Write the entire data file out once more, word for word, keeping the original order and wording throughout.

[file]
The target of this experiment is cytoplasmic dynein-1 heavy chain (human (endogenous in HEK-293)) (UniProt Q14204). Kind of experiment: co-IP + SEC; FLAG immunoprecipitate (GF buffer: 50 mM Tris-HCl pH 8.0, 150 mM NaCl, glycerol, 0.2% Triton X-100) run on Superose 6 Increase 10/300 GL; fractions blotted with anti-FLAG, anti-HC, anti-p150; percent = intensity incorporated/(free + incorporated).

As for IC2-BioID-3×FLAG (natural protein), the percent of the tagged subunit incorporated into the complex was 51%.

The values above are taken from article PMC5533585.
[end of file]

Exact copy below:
The target of this experiment is cytoplasmic dynein-1 heavy chain (human (endogenous in HEK-293)) (UniProt Q14204). Kind of experiment: co-IP + SEC; FLAG immunoprecipitate (GF buffer: 50 mM Tris-HCl pH 8.0, 150 mM NaCl, glycerol, 0.2% Triton X-100) run on Superose 6 Increase 10/300 GL; fractions blotted with anti-FLAG, anti-HC, anti-p150; percent = intensity incorporated/(free + incorporated).

As for IC2-BioID-3×FLAG (natural protein), the percent of the tagged subunit incorporated into the complex was 51%.

The values above are taken from article PMC5533585.